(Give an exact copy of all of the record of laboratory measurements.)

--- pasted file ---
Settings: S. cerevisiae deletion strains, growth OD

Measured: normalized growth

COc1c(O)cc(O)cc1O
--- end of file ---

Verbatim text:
Settings: S. cerevisiae deletion strains, growth OD

Measured: normalized growth

COc1c(O)cc(O)cc1O